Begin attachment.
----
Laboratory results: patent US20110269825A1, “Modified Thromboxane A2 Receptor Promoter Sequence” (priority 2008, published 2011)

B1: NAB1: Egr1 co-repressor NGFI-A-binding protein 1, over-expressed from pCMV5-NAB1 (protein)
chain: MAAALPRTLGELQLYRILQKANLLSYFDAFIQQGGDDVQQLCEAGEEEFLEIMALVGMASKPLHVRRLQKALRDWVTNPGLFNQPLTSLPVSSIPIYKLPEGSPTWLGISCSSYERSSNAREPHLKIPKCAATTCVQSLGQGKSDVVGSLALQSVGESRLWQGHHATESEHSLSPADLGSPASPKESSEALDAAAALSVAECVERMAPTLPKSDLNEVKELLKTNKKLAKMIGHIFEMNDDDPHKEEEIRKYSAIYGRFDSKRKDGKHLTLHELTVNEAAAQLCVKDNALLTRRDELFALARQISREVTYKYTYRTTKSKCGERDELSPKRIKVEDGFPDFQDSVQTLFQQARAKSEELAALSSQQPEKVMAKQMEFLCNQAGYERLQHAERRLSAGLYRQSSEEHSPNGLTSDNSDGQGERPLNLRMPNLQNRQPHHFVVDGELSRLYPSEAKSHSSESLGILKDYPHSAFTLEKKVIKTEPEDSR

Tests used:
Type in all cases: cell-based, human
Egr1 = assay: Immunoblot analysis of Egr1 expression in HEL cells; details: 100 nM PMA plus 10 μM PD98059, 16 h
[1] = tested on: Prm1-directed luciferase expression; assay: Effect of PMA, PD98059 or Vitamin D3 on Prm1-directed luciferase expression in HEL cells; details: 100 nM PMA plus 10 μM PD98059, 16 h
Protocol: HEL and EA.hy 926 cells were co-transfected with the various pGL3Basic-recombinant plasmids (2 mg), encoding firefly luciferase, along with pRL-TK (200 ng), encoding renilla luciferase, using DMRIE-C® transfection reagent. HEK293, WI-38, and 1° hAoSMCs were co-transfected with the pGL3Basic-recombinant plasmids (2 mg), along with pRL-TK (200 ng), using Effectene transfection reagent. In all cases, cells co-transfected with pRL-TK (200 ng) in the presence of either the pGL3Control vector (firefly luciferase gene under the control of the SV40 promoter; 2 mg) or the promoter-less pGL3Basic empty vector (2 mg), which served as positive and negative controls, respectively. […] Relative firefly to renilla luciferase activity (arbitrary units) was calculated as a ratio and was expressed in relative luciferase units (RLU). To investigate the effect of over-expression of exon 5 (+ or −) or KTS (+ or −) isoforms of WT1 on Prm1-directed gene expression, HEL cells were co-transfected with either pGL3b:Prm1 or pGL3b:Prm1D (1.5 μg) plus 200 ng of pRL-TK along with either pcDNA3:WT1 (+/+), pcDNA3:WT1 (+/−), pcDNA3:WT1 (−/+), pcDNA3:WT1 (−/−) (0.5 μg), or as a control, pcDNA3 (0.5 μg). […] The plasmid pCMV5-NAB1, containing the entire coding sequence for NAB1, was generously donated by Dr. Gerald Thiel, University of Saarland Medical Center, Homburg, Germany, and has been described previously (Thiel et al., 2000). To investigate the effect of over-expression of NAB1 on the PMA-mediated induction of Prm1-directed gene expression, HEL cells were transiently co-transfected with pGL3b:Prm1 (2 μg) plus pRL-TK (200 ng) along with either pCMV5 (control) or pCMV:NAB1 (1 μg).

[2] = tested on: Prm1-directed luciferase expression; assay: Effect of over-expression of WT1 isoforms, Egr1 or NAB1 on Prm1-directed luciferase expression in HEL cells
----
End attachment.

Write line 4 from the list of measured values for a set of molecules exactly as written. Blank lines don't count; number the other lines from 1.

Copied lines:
Tests used: